How a GOP county in Arizona is roiling the election results

About a dozen contractors, many wearing royal blue T-shirts and sitting at round folding tables counting, with cardboard boxes stacked behind them.
Maricopa County ballots cast in the 2020 general election are examined and recounted by contractors working for Florida-based company, Cyber Ninjas, in Phoenix on May 6, 2021. (AP Photo/Matt York, Pool, File)

Republican officials are causing electoral chaos in a deep-red, rural county in Arizona — the only county that hasn’t certified its midterm election results in the state.

Under Arizona state law, Monday was the legal deadline for counties to approve what is called the canvass, an official tally of votes. The GOP-controlled Cochise County Board of Supervisors missed that deadline when they voted 2-1 to delay the certification of their 2022 election results, citing baseless concerns of voting irregularities.

The Cochise County Board of Supervisors is made up of three members. The chair, Ann English, the only Democrat, voted against the delay, but two Republicans, Peggy Judd and Tom Crosby, both voted to delay the certification. Judd was at the Capitol in Washington, D.C., on Jan. 6, 2021, to support then-President Trump’s claim that he won the 2020 presidential election.

Two lawsuits have been filed seeking a court order to compel the board to approve the tally of votes by Dec. 1 — one by Arizona Secretary of State Katie Hobbs, the other by lawyers representing a Cochise County voter and a group of retirees. The board plans to vote on the certification on Friday, Dec. 2.

Hobbs, a Democrat who narrowly won the race for governor, is required by law to complete the statewide canvass by Dec. 8, the last possible day allowed. If the heavily Republican Cochise County’s votes aren’t included in the final tally, local GOP candidates would suffer. Notably, Juan Ciscomani needs those votes to hold onto his victory for the U.S. House race there.

“The irony is that you have the Democratic Secretary of State [Hobbs] trying to push a Republican board to have Republican votes counted,” Rick Hasen, law professor at UCLA School of Law and director at the Safeguarding Democracy Project, told Yahoo News. In a discussion with Yahoo News, Hasen explains how this political mess could play out. (Some answers have been edited for length and clarity.)

Yahoo News: Why did GOP members of the Cochise County Board of Supervisors delay the certification of the election past the legal deadline?

Hasen: Thanks to Donald Trump and the false claims he made about the integrity of the 2020 election, there's a lot of distrust on the right about how our elections are run. And that has spilled over into some rural counties that have to go through the process of saying who the winners and losers are. Cochise is one of those places where the local board decided they were not comfortable with how they thought the election went, despite all the evidence that it went just fine, and they refused to certify.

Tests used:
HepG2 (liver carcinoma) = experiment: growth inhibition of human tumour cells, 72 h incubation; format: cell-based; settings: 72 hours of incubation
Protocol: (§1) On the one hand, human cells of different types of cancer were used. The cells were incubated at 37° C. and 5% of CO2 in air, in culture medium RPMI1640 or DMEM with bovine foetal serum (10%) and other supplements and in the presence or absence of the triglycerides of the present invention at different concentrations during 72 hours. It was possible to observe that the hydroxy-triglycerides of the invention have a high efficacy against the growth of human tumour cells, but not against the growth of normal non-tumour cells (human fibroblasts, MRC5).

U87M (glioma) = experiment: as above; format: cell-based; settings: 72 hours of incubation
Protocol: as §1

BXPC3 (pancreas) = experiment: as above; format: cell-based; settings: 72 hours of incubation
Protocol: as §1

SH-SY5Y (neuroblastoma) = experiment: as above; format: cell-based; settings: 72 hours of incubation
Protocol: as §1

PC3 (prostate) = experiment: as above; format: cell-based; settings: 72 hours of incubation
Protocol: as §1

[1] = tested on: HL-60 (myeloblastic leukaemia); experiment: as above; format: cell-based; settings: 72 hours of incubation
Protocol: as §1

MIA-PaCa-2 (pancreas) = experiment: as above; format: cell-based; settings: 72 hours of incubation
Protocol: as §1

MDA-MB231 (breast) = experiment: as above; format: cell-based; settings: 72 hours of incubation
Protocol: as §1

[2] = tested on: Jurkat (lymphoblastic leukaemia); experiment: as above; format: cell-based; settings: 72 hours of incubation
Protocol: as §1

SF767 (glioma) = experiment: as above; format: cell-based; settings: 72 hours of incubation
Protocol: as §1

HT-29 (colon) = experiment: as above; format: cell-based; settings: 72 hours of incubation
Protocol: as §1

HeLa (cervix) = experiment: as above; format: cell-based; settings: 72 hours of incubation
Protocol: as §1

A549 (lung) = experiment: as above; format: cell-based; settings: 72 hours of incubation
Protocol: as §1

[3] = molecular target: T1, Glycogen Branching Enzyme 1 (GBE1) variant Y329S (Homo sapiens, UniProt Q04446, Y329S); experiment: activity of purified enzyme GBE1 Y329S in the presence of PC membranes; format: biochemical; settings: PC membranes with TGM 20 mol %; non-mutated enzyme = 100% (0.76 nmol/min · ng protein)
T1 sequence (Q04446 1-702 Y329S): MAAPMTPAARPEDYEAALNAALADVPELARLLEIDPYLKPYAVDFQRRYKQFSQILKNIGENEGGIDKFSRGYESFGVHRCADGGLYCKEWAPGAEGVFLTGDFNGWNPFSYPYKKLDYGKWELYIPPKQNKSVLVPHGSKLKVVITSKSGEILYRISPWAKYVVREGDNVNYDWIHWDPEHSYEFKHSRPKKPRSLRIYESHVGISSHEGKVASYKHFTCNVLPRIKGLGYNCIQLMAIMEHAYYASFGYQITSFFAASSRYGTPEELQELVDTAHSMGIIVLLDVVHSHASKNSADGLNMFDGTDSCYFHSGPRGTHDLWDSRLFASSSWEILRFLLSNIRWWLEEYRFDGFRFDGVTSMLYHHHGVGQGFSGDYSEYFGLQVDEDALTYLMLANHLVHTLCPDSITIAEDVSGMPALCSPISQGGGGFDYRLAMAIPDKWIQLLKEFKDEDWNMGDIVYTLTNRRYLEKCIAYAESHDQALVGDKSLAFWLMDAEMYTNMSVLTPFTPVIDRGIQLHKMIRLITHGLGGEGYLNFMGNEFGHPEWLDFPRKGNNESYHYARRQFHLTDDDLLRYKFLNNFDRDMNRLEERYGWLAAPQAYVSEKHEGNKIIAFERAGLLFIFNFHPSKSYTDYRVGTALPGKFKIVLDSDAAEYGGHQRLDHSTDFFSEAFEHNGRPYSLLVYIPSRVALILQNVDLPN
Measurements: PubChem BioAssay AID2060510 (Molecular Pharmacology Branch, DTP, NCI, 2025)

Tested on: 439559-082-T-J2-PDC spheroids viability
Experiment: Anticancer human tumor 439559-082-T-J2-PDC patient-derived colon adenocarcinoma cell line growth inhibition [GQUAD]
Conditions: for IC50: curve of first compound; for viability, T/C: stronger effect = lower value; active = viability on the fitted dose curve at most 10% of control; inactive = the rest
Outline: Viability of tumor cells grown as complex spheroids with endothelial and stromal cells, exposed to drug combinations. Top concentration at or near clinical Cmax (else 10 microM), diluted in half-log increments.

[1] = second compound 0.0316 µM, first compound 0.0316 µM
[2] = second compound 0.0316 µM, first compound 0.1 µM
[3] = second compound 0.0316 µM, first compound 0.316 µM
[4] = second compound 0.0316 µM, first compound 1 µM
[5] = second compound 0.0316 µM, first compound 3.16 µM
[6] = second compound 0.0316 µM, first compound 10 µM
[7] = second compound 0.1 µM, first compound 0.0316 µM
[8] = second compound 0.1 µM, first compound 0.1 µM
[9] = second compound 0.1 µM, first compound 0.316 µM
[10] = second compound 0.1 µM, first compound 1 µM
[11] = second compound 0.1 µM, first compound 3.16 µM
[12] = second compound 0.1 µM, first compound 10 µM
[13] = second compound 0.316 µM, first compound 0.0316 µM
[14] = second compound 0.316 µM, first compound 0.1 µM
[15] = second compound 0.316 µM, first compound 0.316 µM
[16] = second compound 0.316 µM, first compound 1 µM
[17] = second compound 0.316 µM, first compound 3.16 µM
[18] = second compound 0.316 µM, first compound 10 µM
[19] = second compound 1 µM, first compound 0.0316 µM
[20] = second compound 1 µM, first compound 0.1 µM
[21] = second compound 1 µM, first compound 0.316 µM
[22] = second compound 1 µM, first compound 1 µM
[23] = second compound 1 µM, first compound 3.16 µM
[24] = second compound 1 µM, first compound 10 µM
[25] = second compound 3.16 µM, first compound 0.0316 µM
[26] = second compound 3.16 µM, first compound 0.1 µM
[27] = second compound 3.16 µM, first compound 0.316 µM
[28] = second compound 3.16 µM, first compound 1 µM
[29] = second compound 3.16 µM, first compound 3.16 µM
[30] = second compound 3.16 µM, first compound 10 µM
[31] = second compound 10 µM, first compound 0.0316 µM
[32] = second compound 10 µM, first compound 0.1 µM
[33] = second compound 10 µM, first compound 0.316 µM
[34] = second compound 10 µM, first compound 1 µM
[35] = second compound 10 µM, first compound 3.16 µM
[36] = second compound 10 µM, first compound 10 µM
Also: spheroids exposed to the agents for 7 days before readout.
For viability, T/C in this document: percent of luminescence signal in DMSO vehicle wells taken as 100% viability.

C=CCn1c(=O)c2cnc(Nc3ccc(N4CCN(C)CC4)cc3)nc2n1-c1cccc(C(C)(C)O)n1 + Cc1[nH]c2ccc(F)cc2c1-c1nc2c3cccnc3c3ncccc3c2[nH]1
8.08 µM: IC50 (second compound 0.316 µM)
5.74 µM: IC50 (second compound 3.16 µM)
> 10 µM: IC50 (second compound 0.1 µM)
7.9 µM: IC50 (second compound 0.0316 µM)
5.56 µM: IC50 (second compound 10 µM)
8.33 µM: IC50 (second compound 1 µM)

[The GOP members of the Cochise County Board of Supervisors] had some concerns about the integrity of the voting machines, even though there's no evidence that there was a problem with the voting machines. And there are procedures in place to audit the results to confirm that the voting machines are doing what they're supposed to be doing.

What could end up happening with the two lawsuits?

When a local election or governmental body doesn't do what it's supposed to do, the typical thing that happens is that you go to court and you get a court order that requires them to do the right thing. And so that's what's happening now.

One of two things is likely to happen. Either the board will be ordered to do the right thing, and if not, the board members could face penalties, like contempt of court. Or it's possible that the court would order the election results certified directly, without making the body hold that kind of vote.

What could end up happening with Cochise County votes and the outcome of the election?

I have a hard time believing that things will end up with the Cochise County voters being disenfranchised and their votes not being counted as part of the election that could actually change election results. There's no good reason to disenfranchise these voters. These voters, I think, would be quite unhappy if they learned that the county board effectively disenfranchised them. So I don't think it's going to come to that.

I think it will come to either a court order making the board do it, or a court order requiring state officials to count votes that have not gone through the rubber stamp of the county board.

I think [the GOP members of the board are] trying to make a symbolic point, and point made. Yes, there are still lots of people who believe the 2020 election was stolen, despite all reliable evidence to the contrary. But by the time this becomes serious, my hope and expectation is that the courts will step in and make sure that the right thing is done.

Are there similar instances when election certification has been delayed?

This is not the first county that has tried to mess with certification or mess with the rules. Last year in Otero County, N.M., the board refused to certify results. And the state Supreme Court stepped in and made them do it under penalty of contempt, and they changed their votes. Also in Nye County, Nev., this election season, the board was going to require the hand-counting of election results, which goes against state law. And the Nevada Supreme Court had to issue two separate orders to get the board to stop doing that, and they did. [In Pennsylvania, election certifications are being held up in some counties, due to recount efforts.]

So we've seen these flare-ups, and so far, we've seen the courts do the right thing. And I hope that that trend continues.